2579. Possession of Materials to Make Destructive Device or Explosive
The defendant is charged [in Count ______] with unlawfully possessing a (substance[,]/[or] material[,]/ [or] combination of substances and materials) with the intent to make (an explosive/ [or] a destructive device).
To prove that the defendant is guilty of this crime, the People must prove that:
1. The defendant possessed a (substance[,]/ [or] material[,]/ [or] combination of substances and materials);
2. When the defendant possessed (that/those) item[s], (he/she) intended to make (an explosive/ [or] a destructive device).
[An explosive is any substance, or combination of substances, (1) whose main or common purpose is to detonate or rapidly combust and (2) which is capable of a relatively instantaneous or rapid release of gas and heat.]
[An explosive is also any substance whose main purpose is to be combined with other substances to create a new substance that can release gas and heat rapidly or relatively instantaneously.]
[ <insert type of explosive from Health & Saf. Code, § 12000> is an explosive.]
[A destructive device is <insert definition from Pen. Code, § 12301>.]
[ <insert type of destructive device from Pen. Code, § 12301> is a destructive device.]
[The term[s] (explosive/ [and] destructive device) (is/are) defined in another instruction.]
[Two or more people may possess something at the same time.]
[A person does not have to actually hold or touch something to possess it. It is enough if the person has (control over it/ [or] the right to control it), either personally or through another person.]
[The defendant did not unlawfully possess a (substance[,]/ [or] material[,]/ [or] combination of substances and materials) if (he/ she) had a valid permit to make (an explosive/ [or] a destructive device). The People have the burden of proving beyond a reasonable doubt that the defendant did not have a valid permit to make (an explosive/ [or] a destructive device). If the People have not met this burden, you must find the defendant not guilty of this crime.]
The court has a sua sponte duty to give this instruction defining the elements of the crime.
Depending on the device or substance used, give the bracketed definitions of "explosive" or "destructive device," inserting the appropriate definition from Penal Code section 12301, unless the court has already given the definition in other instructions. In such cases, the court may give the bracketed sentence stating that the term is defined elsewhere. If the case involves a specific device listed in Health and Safety Code section 12000 or Penal Code section 12301, the court may instead give the bracketed sentence stating that the listed item "is an explosive" or "is a destructive device." For example, "A grenade is a destructive device." However, the court may not instruct the jury that the defendant used a destructive device. For example, the court may not state that "the defendant used a destructive device, a grenade," or "the device used by the defendant, a grenade, was a destructive device." (People v. Dimitrov (1995) 33 Cal.App.4th 18, 25-26 [39 Cal.Rptr.2d 257].)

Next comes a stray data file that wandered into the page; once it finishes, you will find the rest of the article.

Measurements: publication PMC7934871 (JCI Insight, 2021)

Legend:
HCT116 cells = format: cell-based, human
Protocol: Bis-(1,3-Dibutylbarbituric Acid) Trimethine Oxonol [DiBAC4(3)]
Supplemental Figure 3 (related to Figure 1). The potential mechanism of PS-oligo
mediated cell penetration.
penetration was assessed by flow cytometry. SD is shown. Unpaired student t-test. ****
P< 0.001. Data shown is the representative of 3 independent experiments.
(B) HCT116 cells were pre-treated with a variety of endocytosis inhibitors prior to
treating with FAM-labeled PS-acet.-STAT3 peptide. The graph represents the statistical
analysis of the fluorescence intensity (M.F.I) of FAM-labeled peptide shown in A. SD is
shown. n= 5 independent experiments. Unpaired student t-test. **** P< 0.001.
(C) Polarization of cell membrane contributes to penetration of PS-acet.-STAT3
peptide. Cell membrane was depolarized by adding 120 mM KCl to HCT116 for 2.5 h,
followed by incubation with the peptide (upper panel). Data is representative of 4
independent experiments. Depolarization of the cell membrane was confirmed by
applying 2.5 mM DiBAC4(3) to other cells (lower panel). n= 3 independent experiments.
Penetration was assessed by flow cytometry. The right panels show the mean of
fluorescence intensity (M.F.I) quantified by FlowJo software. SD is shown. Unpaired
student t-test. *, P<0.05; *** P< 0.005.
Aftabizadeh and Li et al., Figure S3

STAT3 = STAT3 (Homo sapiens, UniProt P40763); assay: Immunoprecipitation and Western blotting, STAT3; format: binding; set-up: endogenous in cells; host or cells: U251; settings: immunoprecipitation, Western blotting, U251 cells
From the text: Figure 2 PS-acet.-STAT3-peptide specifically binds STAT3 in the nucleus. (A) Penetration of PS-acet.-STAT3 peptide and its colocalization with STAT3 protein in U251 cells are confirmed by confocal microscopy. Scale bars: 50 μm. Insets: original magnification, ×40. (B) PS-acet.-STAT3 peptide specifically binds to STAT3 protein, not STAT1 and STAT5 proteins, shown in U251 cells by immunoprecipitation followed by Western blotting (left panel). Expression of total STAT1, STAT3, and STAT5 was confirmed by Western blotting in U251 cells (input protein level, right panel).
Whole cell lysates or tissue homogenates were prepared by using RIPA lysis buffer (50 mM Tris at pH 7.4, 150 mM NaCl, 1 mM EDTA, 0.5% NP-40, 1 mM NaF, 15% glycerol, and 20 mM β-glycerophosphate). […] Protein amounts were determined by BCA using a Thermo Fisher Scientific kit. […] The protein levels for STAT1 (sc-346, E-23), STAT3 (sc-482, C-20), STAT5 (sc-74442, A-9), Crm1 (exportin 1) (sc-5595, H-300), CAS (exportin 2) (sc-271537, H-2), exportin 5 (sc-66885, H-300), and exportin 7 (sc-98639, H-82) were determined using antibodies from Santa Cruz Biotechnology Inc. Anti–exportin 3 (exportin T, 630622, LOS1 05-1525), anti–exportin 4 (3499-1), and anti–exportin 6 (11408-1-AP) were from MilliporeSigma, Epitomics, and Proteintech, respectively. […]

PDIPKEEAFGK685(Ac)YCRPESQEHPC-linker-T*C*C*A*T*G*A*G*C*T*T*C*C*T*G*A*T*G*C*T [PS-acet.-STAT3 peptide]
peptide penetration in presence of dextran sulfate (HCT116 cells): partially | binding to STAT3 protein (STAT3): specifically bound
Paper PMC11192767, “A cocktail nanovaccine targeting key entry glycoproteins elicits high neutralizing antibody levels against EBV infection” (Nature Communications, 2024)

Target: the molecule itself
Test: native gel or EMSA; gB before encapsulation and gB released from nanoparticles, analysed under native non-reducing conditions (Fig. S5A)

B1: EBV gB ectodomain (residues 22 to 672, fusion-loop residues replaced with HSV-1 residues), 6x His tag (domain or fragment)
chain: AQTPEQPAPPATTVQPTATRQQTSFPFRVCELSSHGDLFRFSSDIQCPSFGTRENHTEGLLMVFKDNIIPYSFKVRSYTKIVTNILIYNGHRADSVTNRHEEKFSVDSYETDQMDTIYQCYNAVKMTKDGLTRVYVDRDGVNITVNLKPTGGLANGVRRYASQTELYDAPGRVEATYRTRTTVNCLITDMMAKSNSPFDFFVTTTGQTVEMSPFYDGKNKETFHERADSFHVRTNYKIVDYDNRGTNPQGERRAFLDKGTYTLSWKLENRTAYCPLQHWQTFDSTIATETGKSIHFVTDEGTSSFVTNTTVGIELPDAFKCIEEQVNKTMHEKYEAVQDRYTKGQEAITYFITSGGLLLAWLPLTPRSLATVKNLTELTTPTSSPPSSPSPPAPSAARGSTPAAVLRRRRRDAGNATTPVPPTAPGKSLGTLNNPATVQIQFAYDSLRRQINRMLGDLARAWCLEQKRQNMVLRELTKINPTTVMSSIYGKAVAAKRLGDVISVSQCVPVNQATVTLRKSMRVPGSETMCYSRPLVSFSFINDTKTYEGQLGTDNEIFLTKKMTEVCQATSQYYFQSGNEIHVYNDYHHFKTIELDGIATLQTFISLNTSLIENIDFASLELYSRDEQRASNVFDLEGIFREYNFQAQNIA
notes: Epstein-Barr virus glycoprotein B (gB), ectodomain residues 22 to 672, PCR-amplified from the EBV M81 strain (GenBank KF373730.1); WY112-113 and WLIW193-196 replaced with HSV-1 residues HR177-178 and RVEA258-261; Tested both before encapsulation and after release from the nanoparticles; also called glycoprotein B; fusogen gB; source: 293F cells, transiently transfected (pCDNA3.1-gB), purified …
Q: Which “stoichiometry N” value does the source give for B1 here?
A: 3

If the device used is a bomb, the court may insert the word "bomb" in the bracketed definition of destructive device without further definition. (People v. Dimitrov, supra, 33 Cal.App.4th at p. 25.) Appellate courts have held that the term "bomb" is not vague and is understood in its "common, accepted, and popular sense." (People v. Quinn (1976) 57 Cal.App.3d 251, 258 [129 Cal.Rptr. 139]; People v. Dimitrov, supra, 33 Cal.App.4th at p. 25.) If the court wishes to define the term "bomb," the court may use the following definition: "A bomb is a device carrying an explosive charge fused to blow up or detonate under certain conditions." (See People v. Morse (1992) 2 Cal.App.4th 620, 647, fn. 8 [3 Cal.Rptr.2d 343].)
The existence of a valid permit is an affirmative defense to a violation of Penal Code section 12312. (People v. Yoshimura (1979) 91 Cal.App.3d 609, 627-629 [154 Cal.Rptr. 314].) The defendant bears the burden of producing evidence of a valid permit. If there is sufficient evidence to raise a reasonable doubt about the existence of a permit, the court has a sua sponte duty to give the bracketed instruction on the defense. (See People v. Mower (2002) 28 Cal.4th 457, 478-481 [122 Cal.Rptr.2d 326, 49 P.3d 1067] [discussing affirmative defenses generally and the burden of proof].)
Elements. Pen. Code, § 12312.
Explosive Defined. Health & Saf. Code, § 12000.
Destructive Device Defined. Pen. Code, § 12301.
Permit Exemption. Pen. Code, § 12305; People v. Yoshimura (1979) 91 Cal.App.3d 609, 627-628 [154 Cal.Rptr. 314].
Substance or Material. People v. Yoshimura (1976) 62 Cal.App.3d 410, 415 [154 Cal.Rptr. 314].
Constructive vs. Actual Possession. See People v. Azevedo (1984) 161 Cal.App.3d 235, 242-243 [207 Cal.Rptr. 270], questioned on other grounds in In re Jorge M. (2000) 23 Cal.4th 866, 876, fn. 6 [98 Cal.Rptr.2d 466, 4 P.3d 297]; People v. Yoshimura (1979) 91 Cal.App.3d 609, 619 [154 Cal.Rptr. 314].
2 Witkin & Epstein, California Criminal Law (3d ed. 2000) Crimes Against Public Peace and Welfare, §§ 168-169.
6 Millman, Sevilla & Tarlow, California Criminal Defense Practice, Ch. 144, Crimes Against Order, § 144.01[c] (Matthew Bender).
"Substance" or "Material" Not Unconstitutionally Vague
Section 12312 provides that possession of a "substance" or "material" is punishable only if the possession is with the specific intent to make a destructive device or explosive. . . . When the statute is thus read as a whole, the vagueness of the meaning of "substance" and "material" is eliminated, and the terms are seen to refer to constituent or necessary items in the construction of nonlicensed destructive devices and explosives.
(People v. Yoshimura (1976) 62 Cal.App.3d 410, 415 [133 Cal.Rptr. 228].)
(New January 2006)